Scone, clotted cream and strawberry jam at Polperro, Cornwall.
Scone, clotted cream and strawberry jam at Polperro, Cornwall.

My priorities were castles and palaces, gardens (which were at peak bloom), parks, cathedrals and museums. I stopped to look at nearly every statue I walked by (and there are many) and ate all of the local delicacies, including haggis when in Scotland. I gobbled up a Cornish pasty every time I had a chance and consumed more scones with clotted cream than one probably should, however, most days I walked from 10 to 13 miles in addition to taking all the forms of mass transportation. And if there was a tower, I climbed it. All of the pastry was divine — I’m going to have to rethink my pastry making now.

By the time I joined the guided tour, after seven blissful days on my own, I was more than ready to let someone else take care of the required details and quite enjoyed having my luggage handled by a porter who called me “Madam.” I was blessed with the delightful company of 19 travelers, 10 of whom were from Australia, two from Canada and eight of us from the U.S. Our guide, John, was from London. He filled each day with adventures and shared with us the myriad details of his country’s rich heritage. John quickly pegged me as someone who might ask a record number of questions along the way.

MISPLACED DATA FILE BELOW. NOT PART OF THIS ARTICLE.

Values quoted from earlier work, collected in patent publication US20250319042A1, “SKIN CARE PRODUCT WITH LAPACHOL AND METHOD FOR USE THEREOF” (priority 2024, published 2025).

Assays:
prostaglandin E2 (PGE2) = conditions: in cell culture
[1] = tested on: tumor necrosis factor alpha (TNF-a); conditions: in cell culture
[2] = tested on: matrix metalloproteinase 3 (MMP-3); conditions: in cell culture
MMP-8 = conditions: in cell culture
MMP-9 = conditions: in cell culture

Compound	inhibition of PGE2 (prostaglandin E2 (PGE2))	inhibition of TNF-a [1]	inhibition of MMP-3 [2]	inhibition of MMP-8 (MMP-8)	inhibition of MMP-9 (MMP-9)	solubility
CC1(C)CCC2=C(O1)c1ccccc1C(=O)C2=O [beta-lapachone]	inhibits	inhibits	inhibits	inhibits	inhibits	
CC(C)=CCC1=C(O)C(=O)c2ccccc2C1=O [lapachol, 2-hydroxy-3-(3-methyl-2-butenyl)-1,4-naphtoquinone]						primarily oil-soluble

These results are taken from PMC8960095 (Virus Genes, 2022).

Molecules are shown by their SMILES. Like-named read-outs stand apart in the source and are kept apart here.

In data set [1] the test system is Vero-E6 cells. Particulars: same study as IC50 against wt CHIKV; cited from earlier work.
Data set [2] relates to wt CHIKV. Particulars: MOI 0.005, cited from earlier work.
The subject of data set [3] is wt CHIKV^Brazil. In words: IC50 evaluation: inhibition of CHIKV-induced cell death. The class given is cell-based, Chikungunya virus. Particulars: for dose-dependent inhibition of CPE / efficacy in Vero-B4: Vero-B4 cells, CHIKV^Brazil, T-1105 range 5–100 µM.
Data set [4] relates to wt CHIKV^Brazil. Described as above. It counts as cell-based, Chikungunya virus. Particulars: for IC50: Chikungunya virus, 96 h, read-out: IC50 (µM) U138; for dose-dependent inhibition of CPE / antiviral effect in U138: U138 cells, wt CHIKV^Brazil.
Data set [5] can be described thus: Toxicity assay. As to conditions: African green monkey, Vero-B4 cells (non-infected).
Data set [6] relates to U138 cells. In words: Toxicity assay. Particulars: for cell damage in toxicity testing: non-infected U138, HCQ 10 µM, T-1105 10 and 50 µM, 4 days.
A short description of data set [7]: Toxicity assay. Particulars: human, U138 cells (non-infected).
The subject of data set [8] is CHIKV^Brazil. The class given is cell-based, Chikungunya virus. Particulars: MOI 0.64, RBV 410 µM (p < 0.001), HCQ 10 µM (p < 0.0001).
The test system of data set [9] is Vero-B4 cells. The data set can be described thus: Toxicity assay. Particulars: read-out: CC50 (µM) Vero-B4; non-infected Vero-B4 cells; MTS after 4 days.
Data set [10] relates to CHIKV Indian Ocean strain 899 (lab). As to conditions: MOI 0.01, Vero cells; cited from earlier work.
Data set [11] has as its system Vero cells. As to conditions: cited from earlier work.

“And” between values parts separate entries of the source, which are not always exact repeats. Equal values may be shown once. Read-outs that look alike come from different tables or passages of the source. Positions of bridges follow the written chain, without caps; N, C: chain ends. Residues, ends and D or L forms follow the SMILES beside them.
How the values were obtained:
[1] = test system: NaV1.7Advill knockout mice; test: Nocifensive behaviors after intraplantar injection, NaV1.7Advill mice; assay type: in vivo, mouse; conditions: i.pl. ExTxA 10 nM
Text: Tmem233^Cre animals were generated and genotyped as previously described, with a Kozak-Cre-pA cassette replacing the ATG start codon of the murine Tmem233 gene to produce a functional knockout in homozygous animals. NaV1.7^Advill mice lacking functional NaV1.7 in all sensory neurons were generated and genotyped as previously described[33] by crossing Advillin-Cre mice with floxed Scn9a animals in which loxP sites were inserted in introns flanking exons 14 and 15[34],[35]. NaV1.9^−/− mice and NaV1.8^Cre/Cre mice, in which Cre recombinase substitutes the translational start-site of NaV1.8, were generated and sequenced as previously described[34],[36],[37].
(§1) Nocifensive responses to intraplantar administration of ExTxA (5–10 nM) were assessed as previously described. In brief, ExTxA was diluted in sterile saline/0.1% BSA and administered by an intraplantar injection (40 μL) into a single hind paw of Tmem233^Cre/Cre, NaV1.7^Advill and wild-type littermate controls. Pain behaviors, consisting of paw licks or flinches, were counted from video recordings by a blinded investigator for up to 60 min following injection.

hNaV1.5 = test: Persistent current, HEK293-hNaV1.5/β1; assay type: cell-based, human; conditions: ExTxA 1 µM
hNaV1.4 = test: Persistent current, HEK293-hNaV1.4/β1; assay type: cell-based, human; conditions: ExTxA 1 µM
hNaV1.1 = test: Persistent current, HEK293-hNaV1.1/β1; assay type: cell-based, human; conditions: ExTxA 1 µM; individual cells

Tawny Owl, Haverthwaite Station, Lake District, England. (I later heard Tawny Owls calling in the night in Cornwall.)
Tawny Owl, Haverthwaite Station, Lake District, England. (I later heard Tawny Owls calling in the night in Cornwall.)

Although I was not on a birding tour and was making observations on my own, I compiled a decent list of new life birds, with a couple of assists from Brian (one of my tour companions), who is from Australia but had grown up in England. When I couldn’t make the identification, I would text a photo to my daughter in North Dakota who would text back confirmation of the species — which was fun. The app “Merlin” also rendered vital assistance. Here is my list:

Mute Swan, Rook, Ring-necked Duck, Red Kite, Coal Tit, Great Crested Grebe, Common Wood-pigeon, Eurasian Jackdaw, Black-headed Gull, Great Cormorant, Common Swift, Common Buzzard, Barnacle Goose, Eurasian Moorhen, Eurasian Coot, White Wagtail, Tawny Owl, Northern Gannet, Eurasian Magpie, Little Owl, Greylag Goose, Grey Heron, European Robin, Eurasian Marsh-Harrier, Mistle Thrush and Tufted Duck. My traveling companions were amused when I would listen to owl calls on Merlin from my seat on the bus. Owl Discovery had four captive owls at the Victorian-era train station where we embarked while visiting the Lake District.